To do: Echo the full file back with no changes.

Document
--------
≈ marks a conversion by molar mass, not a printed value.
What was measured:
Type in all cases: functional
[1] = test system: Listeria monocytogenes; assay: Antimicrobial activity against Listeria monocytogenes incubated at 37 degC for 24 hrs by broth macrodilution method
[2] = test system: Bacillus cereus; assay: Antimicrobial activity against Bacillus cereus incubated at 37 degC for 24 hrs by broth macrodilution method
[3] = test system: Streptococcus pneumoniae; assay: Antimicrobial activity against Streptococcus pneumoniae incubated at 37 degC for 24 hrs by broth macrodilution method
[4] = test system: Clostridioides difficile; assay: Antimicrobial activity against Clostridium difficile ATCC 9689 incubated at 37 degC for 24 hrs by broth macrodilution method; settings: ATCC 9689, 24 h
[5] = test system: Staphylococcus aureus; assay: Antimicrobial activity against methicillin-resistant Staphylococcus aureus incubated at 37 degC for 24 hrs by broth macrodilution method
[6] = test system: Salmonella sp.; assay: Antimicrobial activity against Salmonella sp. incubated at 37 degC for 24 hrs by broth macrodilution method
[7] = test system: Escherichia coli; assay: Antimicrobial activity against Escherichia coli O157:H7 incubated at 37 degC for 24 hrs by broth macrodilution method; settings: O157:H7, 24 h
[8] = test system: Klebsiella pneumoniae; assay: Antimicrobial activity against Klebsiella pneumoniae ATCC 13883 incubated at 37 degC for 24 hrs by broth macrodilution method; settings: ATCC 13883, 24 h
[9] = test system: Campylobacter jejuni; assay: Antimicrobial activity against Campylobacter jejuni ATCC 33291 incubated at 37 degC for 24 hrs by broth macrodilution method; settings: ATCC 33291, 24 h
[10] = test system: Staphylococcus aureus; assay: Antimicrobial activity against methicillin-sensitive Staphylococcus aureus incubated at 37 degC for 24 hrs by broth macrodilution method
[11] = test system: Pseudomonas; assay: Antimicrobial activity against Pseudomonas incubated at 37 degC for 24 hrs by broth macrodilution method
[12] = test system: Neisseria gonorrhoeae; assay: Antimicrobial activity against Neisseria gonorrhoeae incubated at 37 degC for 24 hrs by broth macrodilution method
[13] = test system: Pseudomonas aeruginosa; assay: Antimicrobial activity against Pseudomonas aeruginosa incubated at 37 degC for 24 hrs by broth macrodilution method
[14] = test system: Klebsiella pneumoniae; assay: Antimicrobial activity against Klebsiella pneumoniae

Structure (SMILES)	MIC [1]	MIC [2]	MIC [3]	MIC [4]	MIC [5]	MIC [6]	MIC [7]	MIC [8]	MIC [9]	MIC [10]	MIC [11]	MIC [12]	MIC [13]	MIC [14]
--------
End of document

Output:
≈ marks a conversion by molar mass, not a printed value.
What was measured:
Type in all cases: functional
[1] = test system: Listeria monocytogenes; assay: Antimicrobial activity against Listeria monocytogenes incubated at 37 degC for 24 hrs by broth macrodilution method
[2] = test system: Bacillus cereus; assay: Antimicrobial activity against Bacillus cereus incubated at 37 degC for 24 hrs by broth macrodilution method
[3] = test system: Streptococcus pneumoniae; assay: Antimicrobial activity against Streptococcus pneumoniae incubated at 37 degC for 24 hrs by broth macrodilution method
[4] = test system: Clostridioides difficile; assay: Antimicrobial activity against Clostridium difficile ATCC 9689 incubated at 37 degC for 24 hrs by broth macrodilution method; settings: ATCC 9689, 24 h
[5] = test system: Staphylococcus aureus; assay: Antimicrobial activity against methicillin-resistant Staphylococcus aureus incubated at 37 degC for 24 hrs by broth macrodilution method
[6] = test system: Salmonella sp.; assay: Antimicrobial activity against Salmonella sp. incubated at 37 degC for 24 hrs by broth macrodilution method
[7] = test system: Escherichia coli; assay: Antimicrobial activity against Escherichia coli O157:H7 incubated at 37 degC for 24 hrs by broth macrodilution method; settings: O157:H7, 24 h
[8] = test system: Klebsiella pneumoniae; assay: Antimicrobial activity against Klebsiella pneumoniae ATCC 13883 incubated at 37 degC for 24 hrs by broth macrodilution method; settings: ATCC 13883, 24 h
[9] = test system: Campylobacter jejuni; assay: Antimicrobial activity against Campylobacter jejuni ATCC 33291 incubated at 37 degC for 24 hrs by broth macrodilution method; settings: ATCC 33291, 24 h
[10] = test system: Staphylococcus aureus; assay: Antimicrobial activity against methicillin-sensitive Staphylococcus aureus incubated at 37 degC for 24 hrs by broth macrodilution method
[11] = test system: Pseudomonas; assay: Antimicrobial activity against Pseudomonas incubated at 37 degC for 24 hrs by broth macrodilution method
[12] = test system: Neisseria gonorrhoeae; assay: Antimicrobial activity against Neisseria gonorrhoeae incubated at 37 degC for 24 hrs by broth macrodilution method
[13] = test system: Pseudomonas aeruginosa; assay: Antimicrobial activity against Pseudomonas aeruginosa incubated at 37 degC for 24 hrs by broth macrodilution method
[14] = test system: Klebsiella pneumoniae; assay: Antimicrobial activity against Klebsiella pneumoniae

Structure (SMILES)	MIC [1]	MIC [2]	MIC [3]	MIC [4]	MIC [5]	MIC [6]	MIC [7]	MIC [8]	MIC [9]	MIC [10]	MIC [11]	MIC [12]	MIC [13]	MIC [14]